The best view in town
Another of the uber-successful and vibey Madame Zingara group eateries, The Sidewalk Café is our Capetonian take on the European pavement dining culture. With panoramic views over the Mother City, the café flaunts its prime location at the foot of Table Mountain. It’s where things happen; where friends meet, where ideas are born, where memories are made and where good food is available in abundance.
Three course meal…
I was introduced to the concept of sidewalk eating when I first went to Europe in my early 20’s. Before that, my idea of fine dining was epitomised by our regular Sunday afternoon outing to the Spur. Chico the clown ice creams and packaged wet wipes. Growing up, a restaurant was an indoor venue where you shared a confined space with loads of other patrons. It was a stately affair. You wore your Sunday best and tried desperately to remember all the etiquette rules. If you’re lucky, you got a window table, otherwise you were stuck in the middle section of tables that reminds of the New York street grid. In the 90’s, you still had smoking sections indoors, and no reason for outside tables.
These days, however, the more patrons spill out of the venue’s seams onto the sidewalk, the better. I experienced this culture on hot summer’s days in Brussels and Paris. On chilly winter mornings in Utrecht and Cologne. On these city squares, in these sidewalk cafes, “watching the world go by” became a thing. Even in winter, people would sit outside the sidewalk cafes, holding cups of steaming hot chocolate or coffee between gloved hands. In summer, under the umbrellas, there’s a slowness to everything on the sidewalks; the slow action of eating luxuriously, the slow enjoyment of the outdoors, the slow appreciation of the good things in life.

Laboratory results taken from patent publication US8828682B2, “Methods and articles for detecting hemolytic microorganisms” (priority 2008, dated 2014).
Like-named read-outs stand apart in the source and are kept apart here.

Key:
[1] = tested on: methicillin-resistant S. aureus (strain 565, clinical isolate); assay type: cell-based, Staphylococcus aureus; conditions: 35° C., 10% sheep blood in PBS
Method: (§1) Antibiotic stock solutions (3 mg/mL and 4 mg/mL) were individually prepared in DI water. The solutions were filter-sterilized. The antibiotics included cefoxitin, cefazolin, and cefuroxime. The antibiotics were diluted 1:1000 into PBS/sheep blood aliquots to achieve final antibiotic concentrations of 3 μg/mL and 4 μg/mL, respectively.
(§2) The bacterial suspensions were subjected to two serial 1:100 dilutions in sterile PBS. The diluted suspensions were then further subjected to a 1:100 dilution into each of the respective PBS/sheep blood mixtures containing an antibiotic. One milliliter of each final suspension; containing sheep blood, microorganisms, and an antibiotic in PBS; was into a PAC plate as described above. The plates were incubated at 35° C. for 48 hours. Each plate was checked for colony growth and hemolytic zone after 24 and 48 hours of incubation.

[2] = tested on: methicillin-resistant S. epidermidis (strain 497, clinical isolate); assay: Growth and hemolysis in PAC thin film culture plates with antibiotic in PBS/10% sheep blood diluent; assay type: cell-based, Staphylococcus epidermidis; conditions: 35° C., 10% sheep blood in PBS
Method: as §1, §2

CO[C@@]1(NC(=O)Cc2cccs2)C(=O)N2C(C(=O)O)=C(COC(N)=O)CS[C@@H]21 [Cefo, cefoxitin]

I always wondered if these al fresco diners didn’t feel self-conscious about feasting in plain sight of tourists and business people walking past. I would watch them from a distance, trying to understand this new way of experiencing food. I craved the lavishness of their outside encounters; the laziness of their lunches. I admired the hipsters sitting in the sun, sipping a coffee, whilst happily typing away on their laptops, their half-eaten sandwich forgotten on the table. I also wanted to tuck into a burger with my sunglasses on! I also wanted to feel the sun touching my skin as I enjoyed a Belgian beer. To me, there was something so mesmerising (and liberating!) about eating outside of a restaurant that I soon embraced this culture and even today I prefer to sit outside to dine, whether it’s morning, noon or night. Never will I do New York grid dining again.
As I caught my first glimpse of The Sidewalk Café coming up the hill in Vredehoek, my heart sang. It brought back such fond memories of my Euro-trip when I saw the little rows of tables on the pavement outside, carefully hugging the exterior walls. This little café was recommended to us by our good Italian friend, who knows Cape Town’s culinary scene better than we do. I now see why she found this little café so charming and quaint, with it’s incredible views and quirky interior. It definitely has a European touch, with some local flavours worked into it.
This particular morning, we had a little table just inside of the front door as the nip of the Cape Town winter still left us a bit icy. Having said that, the early morning sun was streaming in, filling the intimate spaces with warmth and the welcoming hues of a new day. A few tables were occupied, but all through our breakfast there was a steady stream of people filling every available nook and cranny until it eventually spilled out onto the sidewalk by early afternoon.